This spring, the government of the District of Columbia decided to decriminalize marijuana possession. It did that because it, like various other local and state governments, thought it would be the proper public policy for the District of Columbia. And it thought it would be the proper public policy for the District of Columbia because applying criminal penalties to the possession of marijuana is rapidly being recognized as an obviously insane thing to do.
But there are still some insane people out there, specifically in ... oh what's it called ... the "United States House of Representatives." And because Congress, technically, has to appropriate the District's budget -- a budget based on money that the local government itself raises -- all it takes is one of these insane people looking for a good ol' culture-war headline to clip for the old folks back home during election season to make a fuss and block the District from enforcing its laws.
Late last month during an appropriations subcommittee markup, Republican Rep. Andy Harris, representing Maryland's Eastern Shore, introduced and successfully passed an amendment depriving the District of funds to enforce the new marijuana decriminalization law. Harris, appealing to his credentials as a physician, cited the detrimental effects of marijuana on teenagers' brains. (He did not take into question the effect of teenagers or parents of teenagers being locked up for possessing marijuana on teenagers' brains.) Most District politicians rolled their eyes and heckled Harris.
The appropriations bill covering the District's budget, and a whole host of other things, is being considered by the full House this week. The White House issued a veto threat against it yesterday, outlining its complaints in a seven-page statement. Among the White House's concerns are cuts to the IRS, SEC and other agencies; it also objects to language that would subject the new Consumer Financial Protection Bureau's budget to the appropriations process (i.e., allow financial services lobbyists to obliterate the Consumer Financial Protection Bureau).
But tucked away on Page 5 is a whole section on the District of Columbia. First, the White House supports so-called budget autonomy, allowing the District to manage its budget without congressional approval, and to eliminate the congressional review period for new laws. The administration also opposes the usual Republican attempts to block the District "from using its local funds for abortion services" or from funding its needle exchange program.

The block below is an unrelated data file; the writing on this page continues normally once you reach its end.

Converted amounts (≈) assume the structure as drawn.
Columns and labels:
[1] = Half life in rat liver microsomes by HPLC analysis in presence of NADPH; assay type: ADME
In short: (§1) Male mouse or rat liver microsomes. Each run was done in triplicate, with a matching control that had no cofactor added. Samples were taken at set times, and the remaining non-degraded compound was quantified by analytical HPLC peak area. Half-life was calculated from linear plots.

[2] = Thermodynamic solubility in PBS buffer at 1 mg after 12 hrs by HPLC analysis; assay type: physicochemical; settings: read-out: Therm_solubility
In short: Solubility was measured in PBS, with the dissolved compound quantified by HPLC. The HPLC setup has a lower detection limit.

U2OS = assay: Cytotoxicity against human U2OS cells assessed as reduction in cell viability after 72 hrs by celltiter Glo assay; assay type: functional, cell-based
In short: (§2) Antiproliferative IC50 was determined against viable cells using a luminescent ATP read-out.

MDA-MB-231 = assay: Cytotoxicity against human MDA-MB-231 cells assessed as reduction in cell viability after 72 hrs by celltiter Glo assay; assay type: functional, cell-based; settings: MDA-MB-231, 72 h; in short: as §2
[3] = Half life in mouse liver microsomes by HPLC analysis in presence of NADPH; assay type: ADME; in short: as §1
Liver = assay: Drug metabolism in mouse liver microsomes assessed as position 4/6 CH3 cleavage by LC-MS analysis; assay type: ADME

And then there's this:
Similarly, the Administration strongly opposes the language in the bill preventing the District from using its own local funds to carry out locally-passed marijuana policies, which again undermines the principles of States' rights and of District home rule. Furthermore, the language poses legal challenges to the Metropolitan Police Department's enforcement of all marijuana laws currently in force in the District.
That President Obama included this in a veto threat should not just be of interest to marijuana reformers who live in the District of Columbia. It's another marker of the acceptance of drug law reform within the Democratic Party.
During Obama's first term, he mostly met serious questions about reforming marijuana laws with dumb jokes about stoners. Since then, a number of states have decriminalized marijuana and two states have legalized recreational marijuana use. The politics have shifted and Democratic politicians are taking notice. While it's unlikely that the grounds have changed clearly enough to make it politically safe for a viable Democratic presidential candidate to call for outright legalization, or perhaps even decriminalization, questions about those issues can no longer just be laughed off.
For national Democratic politicians, the politics of marijuana are about where the politics of same-sex marriage were a half-dozen years ago: in that middle ground where you personally might not feel safe endorsing legalization or decriminalization, but you do assertively protect the rights of states and localities to change their laws in that direction as they please. As time goes on, this argument of convenience doesn't hold: Democrats are not the party that defers civil rights questions to state governments -- especially when, in the case of marijuana, there are a lot of federal laws against it on the books. Eventually that paradox catches up to them and they have to endorse federal action on these issues.
How will this timeline play out? Hillary Clinton is still firmly in the "let the states figure it out" position on issues of marijuana decriminalization and/or legalization. Maybe, by 2016, she will "evolve" on that issue, or risk being penalized for not doing so.